“There is a clear need for additional methodologically sound studies in this area. Specifically, selection procedures, sample sizes, randomization, and the use of appropriate measures are crucial. As people bereaved by suicide are at risk of adverse grief, mental ill-health, and suicidal behaviour further research across the life-span is essential to prevent grief and mental health ramifications.”
Linde et al 2017 [3]
7 studies were included

Prospective intervention studies with follow-up or pre- post measurements.

Studies were conducted in the USA (4), the Netherlands (1), Canada (1) and Belgium (1).
Overall study quality was weak
Population:
People at high risk for complicated grief such as children, parents, partners (4 studies) spouses or partners to the deceased (2).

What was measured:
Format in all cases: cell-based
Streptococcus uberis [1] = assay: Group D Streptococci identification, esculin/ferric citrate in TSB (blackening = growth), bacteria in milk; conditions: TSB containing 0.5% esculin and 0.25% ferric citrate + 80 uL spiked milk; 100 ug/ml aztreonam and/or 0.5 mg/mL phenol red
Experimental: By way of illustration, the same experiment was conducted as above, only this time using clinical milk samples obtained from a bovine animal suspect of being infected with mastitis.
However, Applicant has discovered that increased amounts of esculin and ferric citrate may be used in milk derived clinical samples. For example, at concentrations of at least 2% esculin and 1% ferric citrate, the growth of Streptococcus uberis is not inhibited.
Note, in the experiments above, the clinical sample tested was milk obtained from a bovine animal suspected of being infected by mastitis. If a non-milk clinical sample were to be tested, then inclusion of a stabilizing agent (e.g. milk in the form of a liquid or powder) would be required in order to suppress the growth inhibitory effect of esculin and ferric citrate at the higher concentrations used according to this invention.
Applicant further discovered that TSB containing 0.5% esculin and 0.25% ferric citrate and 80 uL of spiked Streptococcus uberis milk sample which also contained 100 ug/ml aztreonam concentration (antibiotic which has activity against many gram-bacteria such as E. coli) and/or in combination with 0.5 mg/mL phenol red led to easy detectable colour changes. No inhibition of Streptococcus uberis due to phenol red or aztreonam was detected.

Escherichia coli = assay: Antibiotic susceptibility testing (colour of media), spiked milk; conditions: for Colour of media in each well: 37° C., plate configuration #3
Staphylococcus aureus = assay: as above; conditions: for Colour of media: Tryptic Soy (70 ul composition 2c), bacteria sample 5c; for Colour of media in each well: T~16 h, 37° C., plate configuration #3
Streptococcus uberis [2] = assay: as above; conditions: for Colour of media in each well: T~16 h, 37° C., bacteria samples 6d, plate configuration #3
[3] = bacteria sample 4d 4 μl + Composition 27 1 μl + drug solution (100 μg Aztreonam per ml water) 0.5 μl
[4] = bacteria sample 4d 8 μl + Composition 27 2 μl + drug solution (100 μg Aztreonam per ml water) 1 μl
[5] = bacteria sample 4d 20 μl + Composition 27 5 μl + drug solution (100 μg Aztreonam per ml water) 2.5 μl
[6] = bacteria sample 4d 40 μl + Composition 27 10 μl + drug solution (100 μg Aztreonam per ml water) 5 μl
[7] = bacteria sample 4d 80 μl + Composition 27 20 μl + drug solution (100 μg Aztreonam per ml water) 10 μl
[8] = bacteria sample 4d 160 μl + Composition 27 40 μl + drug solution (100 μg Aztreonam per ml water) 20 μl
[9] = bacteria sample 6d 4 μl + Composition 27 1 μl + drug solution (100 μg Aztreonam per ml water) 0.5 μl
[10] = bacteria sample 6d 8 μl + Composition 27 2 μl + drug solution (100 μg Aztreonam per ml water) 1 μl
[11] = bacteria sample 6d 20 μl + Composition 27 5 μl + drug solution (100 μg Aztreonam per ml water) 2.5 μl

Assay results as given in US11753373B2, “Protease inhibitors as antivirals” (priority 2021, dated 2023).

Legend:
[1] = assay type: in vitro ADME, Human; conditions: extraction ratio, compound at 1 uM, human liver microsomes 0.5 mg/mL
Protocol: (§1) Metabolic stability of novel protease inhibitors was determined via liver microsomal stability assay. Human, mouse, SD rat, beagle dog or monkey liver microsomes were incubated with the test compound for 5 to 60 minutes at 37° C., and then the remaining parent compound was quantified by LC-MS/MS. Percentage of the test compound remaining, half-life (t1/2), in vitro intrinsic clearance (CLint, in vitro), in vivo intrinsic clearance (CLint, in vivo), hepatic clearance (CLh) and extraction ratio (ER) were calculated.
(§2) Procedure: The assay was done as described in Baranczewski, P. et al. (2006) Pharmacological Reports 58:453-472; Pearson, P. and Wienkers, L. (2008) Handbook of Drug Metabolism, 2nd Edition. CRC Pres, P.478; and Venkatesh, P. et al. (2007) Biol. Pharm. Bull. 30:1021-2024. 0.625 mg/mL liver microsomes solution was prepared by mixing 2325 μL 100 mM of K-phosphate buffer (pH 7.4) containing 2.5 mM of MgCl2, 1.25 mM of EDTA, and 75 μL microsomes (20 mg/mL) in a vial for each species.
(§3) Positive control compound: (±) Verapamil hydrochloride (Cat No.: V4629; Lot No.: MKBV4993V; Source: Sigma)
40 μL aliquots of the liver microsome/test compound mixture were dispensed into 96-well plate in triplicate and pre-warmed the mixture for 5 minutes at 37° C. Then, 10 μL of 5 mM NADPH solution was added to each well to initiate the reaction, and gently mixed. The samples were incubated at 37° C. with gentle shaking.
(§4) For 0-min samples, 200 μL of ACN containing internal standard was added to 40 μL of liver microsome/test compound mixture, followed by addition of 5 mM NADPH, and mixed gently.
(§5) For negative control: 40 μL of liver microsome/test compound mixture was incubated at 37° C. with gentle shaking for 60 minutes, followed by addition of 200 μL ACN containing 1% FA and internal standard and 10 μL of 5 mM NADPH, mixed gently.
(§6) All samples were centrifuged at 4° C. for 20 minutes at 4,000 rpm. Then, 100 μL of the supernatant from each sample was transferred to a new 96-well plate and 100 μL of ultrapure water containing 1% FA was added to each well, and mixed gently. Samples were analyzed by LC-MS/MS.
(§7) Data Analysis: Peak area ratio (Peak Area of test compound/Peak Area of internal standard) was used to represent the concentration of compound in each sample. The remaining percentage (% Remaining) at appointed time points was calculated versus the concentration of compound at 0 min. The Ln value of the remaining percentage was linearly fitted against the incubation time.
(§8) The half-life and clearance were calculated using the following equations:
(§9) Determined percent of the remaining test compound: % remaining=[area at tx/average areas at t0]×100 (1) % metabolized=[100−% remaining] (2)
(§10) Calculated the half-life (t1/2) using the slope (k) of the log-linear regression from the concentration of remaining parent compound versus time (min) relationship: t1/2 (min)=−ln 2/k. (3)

Intervention:
Secondary or tertiary preventive interventions designed for people with high risk for, or experiencing, complicated grief.

Group interventions (5 studies: 1 pre-post measurement, 2 with active control interventions, 2 with inactive control interventions)

Individual intervention (1 with an active control intervention)

Mixed group/individual (1 with an inactive control intervention)
Interventions lasted between 2 to 16 weeks, in the majority about eight weeks.

Outcome was measured directly post-intervention in 5 of the studies. In two studies follow-up ranged between six to 12 months.
Outcome:
Uncomplicated and complicated grief, suicide related outcomes

Narrative summary of effects:
Five of the seven interventions were effective in reducing grief intensity on at least one outcome measure.

Bereavement groups tend to be effective in lowering the intensity of uncomplicated grief, as are writing interventions in lowering suicide-specific aspects of grief.